Another relevant example is the first article of the Charter of the United Nations, which states that one of the four purposes of the United Nations is "to develop friendly relations among nations based on respect for the principle of equal rights and self-determination of peoples, and to take other appropriate measures to strengthen universal peace".

Although the Kingdom of Spain is part of these Covenants, it doesn't recognize the right of self-determination of Catalonia, the Basque Country or anyone else, for that matter. Not only it refuses to recognize the independence of Kosovo, it is the only state in the European Union that states in its Constitution [pdf] that its army has the mission to protect "the indissoluble unity of the Spanish Nation, the common and indivisible homeland" of all its citizens. Although the Spanish Constitution grants some self-government to the different regions in the kingdom, the text, as well as successive decrees by the Constitutional Court, makes it very clear that this self-government exists only because it's granted by Spain and depends on the volition of the Spanish Kingdom, and not in the democratic decisions of the peoples and Parliaments, ignoring that the Generalitat (the institution of Catalan government) was officially restored before the Constitution was approved. In fact this institution was founded between the XIII and XIV centuries and its current President is officially the 129th President of the Generalitat of Catalonia.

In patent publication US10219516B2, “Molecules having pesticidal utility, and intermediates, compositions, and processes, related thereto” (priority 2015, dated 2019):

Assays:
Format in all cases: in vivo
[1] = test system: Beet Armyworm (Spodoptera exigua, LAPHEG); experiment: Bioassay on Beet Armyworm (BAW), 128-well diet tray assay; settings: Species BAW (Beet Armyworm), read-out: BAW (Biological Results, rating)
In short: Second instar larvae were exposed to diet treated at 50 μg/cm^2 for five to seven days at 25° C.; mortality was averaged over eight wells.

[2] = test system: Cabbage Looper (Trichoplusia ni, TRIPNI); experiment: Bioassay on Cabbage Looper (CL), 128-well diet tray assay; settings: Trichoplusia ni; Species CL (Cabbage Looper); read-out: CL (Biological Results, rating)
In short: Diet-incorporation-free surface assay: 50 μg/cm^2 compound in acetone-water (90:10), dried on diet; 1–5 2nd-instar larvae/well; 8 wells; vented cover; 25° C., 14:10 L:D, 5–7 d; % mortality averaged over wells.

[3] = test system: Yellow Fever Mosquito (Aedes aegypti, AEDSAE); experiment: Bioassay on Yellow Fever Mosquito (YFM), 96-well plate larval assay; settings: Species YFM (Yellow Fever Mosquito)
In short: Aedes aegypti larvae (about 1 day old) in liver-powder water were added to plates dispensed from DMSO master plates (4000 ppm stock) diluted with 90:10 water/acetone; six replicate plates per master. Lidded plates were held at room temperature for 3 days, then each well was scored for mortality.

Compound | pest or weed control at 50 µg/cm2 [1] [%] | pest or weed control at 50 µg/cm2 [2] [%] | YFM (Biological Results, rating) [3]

Former President of the Basque Country.
Photo: VINCENT WEST / REUTERS
Take the recent case of the Basque Country, for example. Its Parliament approved in 2004 a new political statute for the country based on its free association with Spain on equal footing that included the right of self-determination, in a way similar to Puerto Rico within the United States. This democratic decision was refused by the Spanish Parliament.